Listed Building

The legal part of the listing is the address/name of site only. All other information in the record is not statutory.

WELL-HOUSE, BEALACH AN FHUARAINLB11520

Status: Designated

Documents

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Summary

Category
B
Date Added
20/07/1971
Local Authority
Argyll And Bute
Planning Authority
Argyll And Bute
Parish
Inveraray
NGR
NN 8868 8561
Coordinates
208868, 708561

Description

Attributed to William Adam, 1747-8; gate added 1803. Roughly square-plan, pedimented Classical well-house set into hillside. Droved chlorite schist ashlar masonry with polished and vermiculated dressings. Deep plinth; eaves course. Principal elevation to SE: broad, round-arched opening with channelled, vermiculated voussoirs; blocked, ball-finialed pediment above. Barrel-vaulted interior containing basin hewn from rocky outcrop; paved floor with serpentine over-flow channel. Stone slab roof. 18th century incised graffiti to walls, including date of 1757.

Statement of Special Interest

A fine, mid 18th century Classical well house, enclosing a natural spring. It was built for the Inveraray estate and is attributed to William Adam (see RCAHMS Inventory), the leading Scottish architect of the period. Drawings indicate that it was originally enclosed by a semicircular forecourt; this was probably removed under the direction of Robert Milne in 1785. The gate was added in 1803 and was made by Robert Napier, the estate blacksmith. From about 1774 the water was piped down to supply Inveraray New Town.

References

Bibliography

RCAHMS Inventory, Argyll, Volume 7, no 186.

About Listed Buildings

Listing is the way that a building or structure of special architectural or historic interest is recognised by law through the Planning (Listed Buildings and Conservation Areas) (Scotland) Act 1997.

We list buildings of special architectural or historic interest using the criteria published in the Historic Environment Scotland Policy Statement.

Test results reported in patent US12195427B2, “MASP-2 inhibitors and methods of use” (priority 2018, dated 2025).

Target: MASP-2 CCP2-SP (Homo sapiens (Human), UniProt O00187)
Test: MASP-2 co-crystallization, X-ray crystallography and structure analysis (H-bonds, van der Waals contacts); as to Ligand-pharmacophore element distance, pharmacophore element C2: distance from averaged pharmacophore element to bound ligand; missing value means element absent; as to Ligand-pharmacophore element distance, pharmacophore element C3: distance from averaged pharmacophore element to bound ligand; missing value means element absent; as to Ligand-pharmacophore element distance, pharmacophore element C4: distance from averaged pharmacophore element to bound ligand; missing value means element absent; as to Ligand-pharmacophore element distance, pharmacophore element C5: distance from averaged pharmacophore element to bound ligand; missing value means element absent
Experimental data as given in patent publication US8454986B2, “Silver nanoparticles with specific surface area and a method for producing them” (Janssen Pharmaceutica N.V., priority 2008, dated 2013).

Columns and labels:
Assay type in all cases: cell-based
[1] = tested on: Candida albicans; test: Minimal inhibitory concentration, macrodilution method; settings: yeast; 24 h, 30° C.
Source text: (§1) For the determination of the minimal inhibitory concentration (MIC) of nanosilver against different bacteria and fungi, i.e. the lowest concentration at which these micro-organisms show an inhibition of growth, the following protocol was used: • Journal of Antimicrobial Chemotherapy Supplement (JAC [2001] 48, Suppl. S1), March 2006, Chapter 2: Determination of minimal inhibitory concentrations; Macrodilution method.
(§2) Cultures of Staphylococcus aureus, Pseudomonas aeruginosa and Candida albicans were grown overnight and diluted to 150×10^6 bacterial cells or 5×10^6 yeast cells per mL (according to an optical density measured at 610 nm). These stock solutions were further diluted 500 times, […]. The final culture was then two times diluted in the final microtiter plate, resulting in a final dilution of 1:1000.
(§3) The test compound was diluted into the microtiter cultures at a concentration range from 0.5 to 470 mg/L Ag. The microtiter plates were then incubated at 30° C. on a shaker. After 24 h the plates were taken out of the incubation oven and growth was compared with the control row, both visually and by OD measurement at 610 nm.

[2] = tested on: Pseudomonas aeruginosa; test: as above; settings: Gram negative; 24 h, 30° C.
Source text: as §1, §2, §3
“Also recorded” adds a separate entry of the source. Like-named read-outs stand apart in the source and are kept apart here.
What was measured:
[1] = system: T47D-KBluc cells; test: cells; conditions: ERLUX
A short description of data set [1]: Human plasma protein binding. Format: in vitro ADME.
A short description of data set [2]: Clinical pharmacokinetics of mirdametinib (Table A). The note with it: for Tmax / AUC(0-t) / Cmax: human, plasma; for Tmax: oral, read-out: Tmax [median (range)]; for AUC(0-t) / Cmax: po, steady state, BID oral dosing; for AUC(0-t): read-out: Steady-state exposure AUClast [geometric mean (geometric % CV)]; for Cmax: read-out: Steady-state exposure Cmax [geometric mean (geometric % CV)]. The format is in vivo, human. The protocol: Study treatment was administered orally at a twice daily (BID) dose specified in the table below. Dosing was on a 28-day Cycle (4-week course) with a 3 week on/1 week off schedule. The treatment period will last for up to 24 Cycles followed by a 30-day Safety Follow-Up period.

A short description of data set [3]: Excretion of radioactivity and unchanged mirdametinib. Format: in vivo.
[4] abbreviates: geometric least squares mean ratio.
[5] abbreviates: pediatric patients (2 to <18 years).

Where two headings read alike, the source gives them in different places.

The statutory listing address is the legal part of the listing. The information in the listed building record gives an indication of the special architectural or historic interest of the listed building(s). It is not a definitive historical account or a complete description of the building(s). The format of the listed building record has changed over time. Earlier records may be brief and some information will not have been recorded.

Listing covers both the exterior and the interior. Listing can cover structures not mentioned which are part of the curtilage of the building, such as boundary walls, gates, gatepiers, ancillary buildings etc. The planning authority is responsible for advising on what is covered by the listing including the curtilage of a listed building. For information about curtilage see www.historicenvironment.scot. Since 1 October 2015 we have been able to exclude items from a listing. If part of a building is not listed, it will say that it is excluded in the statutory address and in the statement of special interest in the listed building record. The statement will use the word 'excluding' and quote the relevant section of the Historic Environment Scotland Act 2014. Some earlier listed building records may use the word 'excluding', but if the Act is not quoted, the record has not been revised to reflect current legislation.

If you want to alter, extend or demolish a listed building you need to contact your planning authority to see if you need listed building consent. The planning authority is the main point of contact for all applications for listed building consent.

Find out more about listing and our other designations at www.historicenvironment.scot. You can contact us on 0131 668 8716 or at designations@hes.scot.

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Printed: 17/11/2018 08:33